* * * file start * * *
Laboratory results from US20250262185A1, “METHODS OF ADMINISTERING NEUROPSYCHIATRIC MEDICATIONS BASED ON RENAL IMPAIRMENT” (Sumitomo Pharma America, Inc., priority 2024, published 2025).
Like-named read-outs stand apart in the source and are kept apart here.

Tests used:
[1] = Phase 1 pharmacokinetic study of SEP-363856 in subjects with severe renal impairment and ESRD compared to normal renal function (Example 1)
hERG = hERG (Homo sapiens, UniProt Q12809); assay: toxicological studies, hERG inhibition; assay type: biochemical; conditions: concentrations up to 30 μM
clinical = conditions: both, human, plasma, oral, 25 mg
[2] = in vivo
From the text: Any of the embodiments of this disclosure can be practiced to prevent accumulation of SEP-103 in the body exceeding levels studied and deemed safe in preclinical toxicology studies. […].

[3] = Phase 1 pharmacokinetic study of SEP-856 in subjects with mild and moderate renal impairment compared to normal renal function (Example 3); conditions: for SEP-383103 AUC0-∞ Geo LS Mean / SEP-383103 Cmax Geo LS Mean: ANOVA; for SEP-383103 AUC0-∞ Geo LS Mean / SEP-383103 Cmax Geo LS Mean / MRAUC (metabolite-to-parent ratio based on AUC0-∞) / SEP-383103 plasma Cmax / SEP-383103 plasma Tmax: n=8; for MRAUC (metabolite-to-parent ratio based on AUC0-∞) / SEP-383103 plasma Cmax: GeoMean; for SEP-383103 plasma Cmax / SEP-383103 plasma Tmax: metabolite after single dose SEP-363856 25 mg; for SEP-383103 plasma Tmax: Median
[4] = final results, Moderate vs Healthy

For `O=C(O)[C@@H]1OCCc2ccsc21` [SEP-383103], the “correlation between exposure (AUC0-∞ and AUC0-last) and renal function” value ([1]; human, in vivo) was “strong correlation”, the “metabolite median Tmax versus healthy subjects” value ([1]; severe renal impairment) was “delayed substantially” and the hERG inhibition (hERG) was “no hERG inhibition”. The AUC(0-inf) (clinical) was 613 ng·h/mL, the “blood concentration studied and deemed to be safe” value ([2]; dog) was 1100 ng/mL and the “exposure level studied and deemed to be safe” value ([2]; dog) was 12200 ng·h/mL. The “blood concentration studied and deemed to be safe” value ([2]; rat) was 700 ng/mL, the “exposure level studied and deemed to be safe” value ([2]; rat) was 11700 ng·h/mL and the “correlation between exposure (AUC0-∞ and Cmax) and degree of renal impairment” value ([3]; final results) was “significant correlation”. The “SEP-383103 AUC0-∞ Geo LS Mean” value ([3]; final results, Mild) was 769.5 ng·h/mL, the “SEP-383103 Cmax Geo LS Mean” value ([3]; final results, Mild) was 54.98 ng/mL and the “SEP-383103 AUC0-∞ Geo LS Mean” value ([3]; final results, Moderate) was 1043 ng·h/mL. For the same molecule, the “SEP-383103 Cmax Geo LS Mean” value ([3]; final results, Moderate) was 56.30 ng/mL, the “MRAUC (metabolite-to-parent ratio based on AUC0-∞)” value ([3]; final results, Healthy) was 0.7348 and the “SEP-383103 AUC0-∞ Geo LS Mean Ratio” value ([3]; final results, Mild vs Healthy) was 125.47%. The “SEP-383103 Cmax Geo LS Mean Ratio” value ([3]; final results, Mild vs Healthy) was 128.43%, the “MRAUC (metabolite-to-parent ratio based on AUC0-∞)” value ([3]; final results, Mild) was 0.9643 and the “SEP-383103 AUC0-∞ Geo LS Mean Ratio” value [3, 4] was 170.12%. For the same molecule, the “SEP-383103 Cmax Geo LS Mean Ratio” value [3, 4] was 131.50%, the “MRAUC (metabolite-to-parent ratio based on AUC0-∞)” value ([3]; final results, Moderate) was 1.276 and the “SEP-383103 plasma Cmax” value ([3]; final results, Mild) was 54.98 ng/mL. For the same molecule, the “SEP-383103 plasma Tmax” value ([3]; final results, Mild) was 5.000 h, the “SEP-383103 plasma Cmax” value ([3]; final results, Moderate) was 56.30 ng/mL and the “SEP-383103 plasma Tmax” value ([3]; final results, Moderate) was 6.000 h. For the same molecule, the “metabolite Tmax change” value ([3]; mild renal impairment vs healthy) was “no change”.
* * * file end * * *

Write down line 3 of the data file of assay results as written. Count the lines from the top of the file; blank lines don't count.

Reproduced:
Tests used: